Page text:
Several studies have confirmed chocolate milk’s benefits as a post-workout aid. This past month, results of a new study from the University of Connecticut were presented at the American College of Sports Medicine conference in Baltimore. The combination of carbohydrates, protein, water and nutrients like calcium in low-fat chocolate milk appears to have a positive impact on muscle recovery, said William Lunn, Ph.D., who helped conduct the experiment.

The research involved eight male runners in good physical shape who ate a balanced diet for two weeks. At the end of each week, they took a fast paced, 45-minute run. Following each run, the men drank either 16 ounces of fat-free chocolate milk or 16 ounces of a carbohydrate-only sports beverage with the same number of calories.

Post-exercise muscle biopsies showed increased skeletal muscle protein synthesis after the milk drink, compared with the carb-only beverage.

Additionally, drinking fat-free chocolate milk led to a higher concentration of glycogen, or muscle fuel, in muscles 30 minutes and 60 minutes after exercise, compared with the sports drink. Replenishing glycogen after exercise helps future performance, Dr. Lunn said.

Building a better flavored milk

Today’s flavored milks are not the same beverages many adult consumers drank while growing up. In 2007, the industry came together to offer milk processors an integrated program for reformulating milk intended to be served in schools. New nutrition guidelines meant some fluid products were not eligible to be offered as part of a school lunch menu. The result of the reformulation effort is the products now are not only offered in schools, but are in the supermarket dairy case where they appeal to parents and weekend athletes.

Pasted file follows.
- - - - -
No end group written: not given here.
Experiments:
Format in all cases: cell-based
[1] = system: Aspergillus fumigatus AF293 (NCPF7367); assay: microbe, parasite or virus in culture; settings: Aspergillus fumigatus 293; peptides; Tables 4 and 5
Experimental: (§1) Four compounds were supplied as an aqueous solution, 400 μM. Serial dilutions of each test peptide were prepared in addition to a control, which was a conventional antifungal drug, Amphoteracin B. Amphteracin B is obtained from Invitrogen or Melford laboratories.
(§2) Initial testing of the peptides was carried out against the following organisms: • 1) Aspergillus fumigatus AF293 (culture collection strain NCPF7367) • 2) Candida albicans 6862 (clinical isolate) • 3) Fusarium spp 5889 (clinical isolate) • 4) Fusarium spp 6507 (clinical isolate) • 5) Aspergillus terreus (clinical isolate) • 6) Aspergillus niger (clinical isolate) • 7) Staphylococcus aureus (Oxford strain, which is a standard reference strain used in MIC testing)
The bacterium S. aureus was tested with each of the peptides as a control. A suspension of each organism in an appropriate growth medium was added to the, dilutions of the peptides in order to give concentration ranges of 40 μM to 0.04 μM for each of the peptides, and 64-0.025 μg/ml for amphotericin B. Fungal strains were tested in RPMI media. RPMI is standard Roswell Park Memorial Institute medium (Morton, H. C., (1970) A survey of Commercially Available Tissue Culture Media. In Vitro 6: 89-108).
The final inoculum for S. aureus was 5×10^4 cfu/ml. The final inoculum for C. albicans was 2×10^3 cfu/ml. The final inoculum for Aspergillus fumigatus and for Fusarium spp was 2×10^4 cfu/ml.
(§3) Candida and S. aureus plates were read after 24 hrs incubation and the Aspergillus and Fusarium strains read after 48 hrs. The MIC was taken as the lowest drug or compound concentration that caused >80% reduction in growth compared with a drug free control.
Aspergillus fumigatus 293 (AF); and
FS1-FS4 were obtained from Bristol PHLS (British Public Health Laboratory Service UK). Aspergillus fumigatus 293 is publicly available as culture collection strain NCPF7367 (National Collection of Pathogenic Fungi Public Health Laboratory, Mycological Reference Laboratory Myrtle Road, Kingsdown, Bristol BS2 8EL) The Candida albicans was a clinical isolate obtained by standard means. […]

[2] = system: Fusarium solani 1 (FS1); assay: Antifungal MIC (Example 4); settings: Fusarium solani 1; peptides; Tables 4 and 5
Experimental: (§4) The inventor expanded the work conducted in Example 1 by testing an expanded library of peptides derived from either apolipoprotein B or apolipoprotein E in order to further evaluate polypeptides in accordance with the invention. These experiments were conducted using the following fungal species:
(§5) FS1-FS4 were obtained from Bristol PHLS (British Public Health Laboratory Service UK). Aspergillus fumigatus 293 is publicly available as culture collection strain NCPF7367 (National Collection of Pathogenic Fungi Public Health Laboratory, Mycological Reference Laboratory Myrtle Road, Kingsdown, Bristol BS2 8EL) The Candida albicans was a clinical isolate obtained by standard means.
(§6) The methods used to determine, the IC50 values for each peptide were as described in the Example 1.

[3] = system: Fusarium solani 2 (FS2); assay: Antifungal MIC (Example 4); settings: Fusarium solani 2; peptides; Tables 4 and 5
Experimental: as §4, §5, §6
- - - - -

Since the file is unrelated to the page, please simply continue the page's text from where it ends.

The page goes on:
Garelick Farms, Franklin, Mass., is a unit of Dean Foods Co., Dallas, and a well-established brand in New England. It now offers a line of

chocolate milk called TruMoo that is made with sugar. A serving provides 150 calories and 22 grams of sugar, allowing it to meet new school requirements.

But recommendations to curb sugar-sweetened beverage consumption among children continue to mount. This past October, the Institute of Medicine recommended nutrition and meal standards for school feeding programs be updated and restrict the availability of flavored milks. The I.O.M. report did recommend that one cup of regular milk be served with every breakfast or lunch served in schools.

As the debate over the serving of sugar-sweetened beverages, including flavored milks, has progressed, the dairy industry has initiated programs to communicate the benefits of flavored milk products. In February, the Milk Processor Education Program and Dairy Management Inc., Rosemont, Ill., rolled out the Raise Your Hand to Chocolate Milk marketing effort that is designed to allow milk processors to educate parents on the role flavored milks play in child nutrition by getting children to drink more milk.